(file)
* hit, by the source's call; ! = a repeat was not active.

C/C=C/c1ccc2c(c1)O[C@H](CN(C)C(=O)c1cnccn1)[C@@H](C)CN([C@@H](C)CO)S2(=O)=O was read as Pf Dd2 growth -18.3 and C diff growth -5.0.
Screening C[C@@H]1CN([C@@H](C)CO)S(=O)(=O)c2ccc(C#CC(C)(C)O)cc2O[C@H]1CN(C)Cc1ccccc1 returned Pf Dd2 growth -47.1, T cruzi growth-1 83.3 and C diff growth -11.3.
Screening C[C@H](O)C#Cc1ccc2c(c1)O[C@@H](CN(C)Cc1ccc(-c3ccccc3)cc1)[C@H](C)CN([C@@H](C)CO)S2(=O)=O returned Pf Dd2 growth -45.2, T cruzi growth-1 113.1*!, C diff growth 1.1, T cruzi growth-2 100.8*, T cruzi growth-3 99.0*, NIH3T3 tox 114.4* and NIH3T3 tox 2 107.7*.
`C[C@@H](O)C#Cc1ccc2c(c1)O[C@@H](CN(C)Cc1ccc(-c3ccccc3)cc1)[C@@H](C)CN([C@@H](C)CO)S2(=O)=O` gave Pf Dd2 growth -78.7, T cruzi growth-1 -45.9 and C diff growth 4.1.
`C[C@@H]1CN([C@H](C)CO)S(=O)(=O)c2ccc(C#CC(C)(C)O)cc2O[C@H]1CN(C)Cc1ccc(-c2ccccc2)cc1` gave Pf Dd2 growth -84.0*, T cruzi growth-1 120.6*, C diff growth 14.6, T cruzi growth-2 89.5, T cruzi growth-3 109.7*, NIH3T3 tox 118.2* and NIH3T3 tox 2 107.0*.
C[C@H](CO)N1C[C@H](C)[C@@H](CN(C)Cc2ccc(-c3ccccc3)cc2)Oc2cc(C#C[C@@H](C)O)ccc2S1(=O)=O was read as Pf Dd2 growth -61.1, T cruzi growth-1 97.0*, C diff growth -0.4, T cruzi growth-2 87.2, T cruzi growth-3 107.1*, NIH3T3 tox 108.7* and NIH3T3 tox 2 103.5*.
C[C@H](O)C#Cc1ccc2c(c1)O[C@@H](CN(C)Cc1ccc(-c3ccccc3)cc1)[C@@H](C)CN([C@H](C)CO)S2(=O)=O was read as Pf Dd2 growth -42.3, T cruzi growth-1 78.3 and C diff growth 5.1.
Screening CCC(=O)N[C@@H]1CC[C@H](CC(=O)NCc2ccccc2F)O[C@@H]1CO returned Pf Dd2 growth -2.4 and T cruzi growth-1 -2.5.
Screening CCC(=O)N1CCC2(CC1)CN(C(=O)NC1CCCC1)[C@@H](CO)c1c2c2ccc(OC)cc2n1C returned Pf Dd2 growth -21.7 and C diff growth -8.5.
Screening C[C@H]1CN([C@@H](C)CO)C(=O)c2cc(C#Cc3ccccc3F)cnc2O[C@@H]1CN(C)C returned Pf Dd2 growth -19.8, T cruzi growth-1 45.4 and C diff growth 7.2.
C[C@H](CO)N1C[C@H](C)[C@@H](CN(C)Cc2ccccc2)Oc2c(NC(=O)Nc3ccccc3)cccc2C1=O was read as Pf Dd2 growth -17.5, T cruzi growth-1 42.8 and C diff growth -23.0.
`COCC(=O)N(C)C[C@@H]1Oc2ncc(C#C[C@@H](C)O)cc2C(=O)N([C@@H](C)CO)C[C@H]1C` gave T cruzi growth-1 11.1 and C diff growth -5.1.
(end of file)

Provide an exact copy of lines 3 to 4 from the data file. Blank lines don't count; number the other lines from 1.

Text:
Screening C[C@@H]1CN([C@@H](C)CO)S(=O)(=O)c2ccc(C#CC(C)(C)O)cc2O[C@H]1CN(C)Cc1ccccc1 returned Pf Dd2 growth -47.1, T cruzi growth-1 83.3 and C diff growth -11.3.
Screening C[C@H](O)C#Cc1ccc2c(c1)O[C@@H](CN(C)Cc1ccc(-c3ccccc3)cc1)[C@H](C)CN([C@@H](C)CO)S2(=O)=O returned Pf Dd2 growth -45.2, T cruzi growth-1 113.1*!, C diff growth 1.1, T cruzi growth-2 100.8*, T cruzi growth-3 99.0*, NIH3T3 tox 114.4* and NIH3T3 tox 2 107.7*.